Weerd, P. D., Gattass, R., Desimone, R., & Ungerleider, L. G.
Nature. 1995 Oct 26;377(6551):731-4.
When we view a scene through one eye, we typically do not see the scotomas created by the optic disc and the blood vessels overlying the retinal surface. Similarly, when a texture field containing a hole is steadily viewed in peripheral vision (artificial scotoma), the hole appears to fill in with the surrounding texture in a matter of seconds, demonstrating that the visual system fills in information across regions where no information is available. Here we show that, in monkeys viewing a similar texture field with a hole, the responses of extrastriate visual neurons with receptive fields covering the hole, increase gradually to a level comparable to that elicited by the same texture without a hole. The time course of these dynamic changes in activity parallels the time course of perceived filling-in of the hole by human observers, suggesting that this process mediates perceptual filling-in.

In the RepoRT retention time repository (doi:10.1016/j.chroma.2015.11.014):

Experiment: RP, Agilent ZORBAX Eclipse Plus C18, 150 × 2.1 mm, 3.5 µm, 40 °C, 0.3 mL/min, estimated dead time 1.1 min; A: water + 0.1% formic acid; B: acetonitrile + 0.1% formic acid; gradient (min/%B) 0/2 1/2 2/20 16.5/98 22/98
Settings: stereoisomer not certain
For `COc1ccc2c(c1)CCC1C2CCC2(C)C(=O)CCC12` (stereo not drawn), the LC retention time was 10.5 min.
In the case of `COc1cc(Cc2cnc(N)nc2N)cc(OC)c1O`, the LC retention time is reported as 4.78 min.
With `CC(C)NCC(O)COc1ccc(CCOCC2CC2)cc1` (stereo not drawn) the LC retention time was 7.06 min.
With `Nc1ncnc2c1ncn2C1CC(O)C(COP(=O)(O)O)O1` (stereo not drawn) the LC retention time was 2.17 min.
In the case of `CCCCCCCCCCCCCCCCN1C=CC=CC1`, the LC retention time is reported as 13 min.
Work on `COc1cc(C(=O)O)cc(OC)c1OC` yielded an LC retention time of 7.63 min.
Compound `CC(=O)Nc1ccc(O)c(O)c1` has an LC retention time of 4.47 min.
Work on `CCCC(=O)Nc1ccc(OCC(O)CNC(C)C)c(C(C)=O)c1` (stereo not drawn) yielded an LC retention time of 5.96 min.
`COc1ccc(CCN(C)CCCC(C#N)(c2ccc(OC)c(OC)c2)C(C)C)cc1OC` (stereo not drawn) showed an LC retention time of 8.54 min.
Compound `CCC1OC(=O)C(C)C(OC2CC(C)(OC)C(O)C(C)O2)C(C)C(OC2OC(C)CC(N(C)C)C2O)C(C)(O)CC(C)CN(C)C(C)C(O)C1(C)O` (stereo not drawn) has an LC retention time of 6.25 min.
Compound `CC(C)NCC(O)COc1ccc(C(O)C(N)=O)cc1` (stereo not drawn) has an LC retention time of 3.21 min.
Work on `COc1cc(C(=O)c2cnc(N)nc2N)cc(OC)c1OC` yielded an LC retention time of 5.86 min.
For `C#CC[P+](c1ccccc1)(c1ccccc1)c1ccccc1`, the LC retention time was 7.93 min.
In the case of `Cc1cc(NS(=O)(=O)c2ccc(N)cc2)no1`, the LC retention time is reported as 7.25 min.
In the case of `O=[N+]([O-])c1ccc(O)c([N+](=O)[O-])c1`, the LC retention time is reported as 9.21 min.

Contribution to the field
This paper is to date the only one showing a neurophysiological correlate of the Troxler phenomenon. It reveals how mechanisms that maintain figure-ground segregation weaken during maintained fixation. Although not given much prominence in the paper, a stronger version of the activity increases during fixation was shown in the monkey with more stable fixation (i.e., less microsaccades), as opposed to the other monkey who had a less stable fixation behavior (i.e., more microsaccades). This finding foreshadowed the importance of (micro)saccades as a mechanism that gates visual processing, as has become evident in other work many years later from our own group and others.